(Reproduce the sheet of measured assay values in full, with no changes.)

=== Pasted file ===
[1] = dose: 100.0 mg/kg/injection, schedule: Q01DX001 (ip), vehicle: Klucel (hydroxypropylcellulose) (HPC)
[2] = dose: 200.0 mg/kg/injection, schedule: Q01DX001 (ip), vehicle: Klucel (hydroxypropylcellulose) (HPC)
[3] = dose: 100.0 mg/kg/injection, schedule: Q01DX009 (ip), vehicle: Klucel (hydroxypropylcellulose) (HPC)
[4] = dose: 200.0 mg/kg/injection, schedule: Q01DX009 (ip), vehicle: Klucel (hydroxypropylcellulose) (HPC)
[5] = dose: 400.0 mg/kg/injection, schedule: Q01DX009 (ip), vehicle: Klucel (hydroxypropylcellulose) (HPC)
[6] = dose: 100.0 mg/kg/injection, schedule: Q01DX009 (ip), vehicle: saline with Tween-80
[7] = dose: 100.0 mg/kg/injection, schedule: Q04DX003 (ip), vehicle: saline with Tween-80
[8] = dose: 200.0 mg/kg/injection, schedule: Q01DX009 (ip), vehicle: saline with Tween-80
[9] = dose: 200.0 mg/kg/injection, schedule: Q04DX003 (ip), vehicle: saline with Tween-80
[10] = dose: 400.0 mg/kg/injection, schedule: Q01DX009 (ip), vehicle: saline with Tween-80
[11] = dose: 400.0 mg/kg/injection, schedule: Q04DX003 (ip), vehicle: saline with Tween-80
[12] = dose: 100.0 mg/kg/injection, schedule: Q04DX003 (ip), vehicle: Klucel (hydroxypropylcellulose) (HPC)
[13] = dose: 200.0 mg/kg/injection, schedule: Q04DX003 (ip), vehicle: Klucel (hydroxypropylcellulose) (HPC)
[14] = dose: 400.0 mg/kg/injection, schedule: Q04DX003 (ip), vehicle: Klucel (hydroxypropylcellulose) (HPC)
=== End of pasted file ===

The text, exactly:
[1] = dose: 100.0 mg/kg/injection, schedule: Q01DX001 (ip), vehicle: Klucel (hydroxypropylcellulose) (HPC)
[2] = dose: 200.0 mg/kg/injection, schedule: Q01DX001 (ip), vehicle: Klucel (hydroxypropylcellulose) (HPC)
[3] = dose: 100.0 mg/kg/injection, schedule: Q01DX009 (ip), vehicle: Klucel (hydroxypropylcellulose) (HPC)
[4] = dose: 200.0 mg/kg/injection, schedule: Q01DX009 (ip), vehicle: Klucel (hydroxypropylcellulose) (HPC)
[5] = dose: 400.0 mg/kg/injection, schedule: Q01DX009 (ip), vehicle: Klucel (hydroxypropylcellulose) (HPC)
[6] = dose: 100.0 mg/kg/injection, schedule: Q01DX009 (ip), vehicle: saline with Tween-80
[7] = dose: 100.0 mg/kg/injection, schedule: Q04DX003 (ip), vehicle: saline with Tween-80
[8] = dose: 200.0 mg/kg/injection, schedule: Q01DX009 (ip), vehicle: saline with Tween-80
[9] = dose: 200.0 mg/kg/injection, schedule: Q04DX003 (ip), vehicle: saline with Tween-80
[10] = dose: 400.0 mg/kg/injection, schedule: Q01DX009 (ip), vehicle: saline with Tween-80
[11] = dose: 400.0 mg/kg/injection, schedule: Q04DX003 (ip), vehicle: saline with Tween-80
[12] = dose: 100.0 mg/kg/injection, schedule: Q04DX003 (ip), vehicle: Klucel (hydroxypropylcellulose) (HPC)
[13] = dose: 200.0 mg/kg/injection, schedule: Q04DX003 (ip), vehicle: Klucel (hydroxypropylcellulose) (HPC)
[14] = dose: 400.0 mg/kg/injection, schedule: Q04DX003 (ip), vehicle: Klucel (hydroxypropylcellulose) (HPC)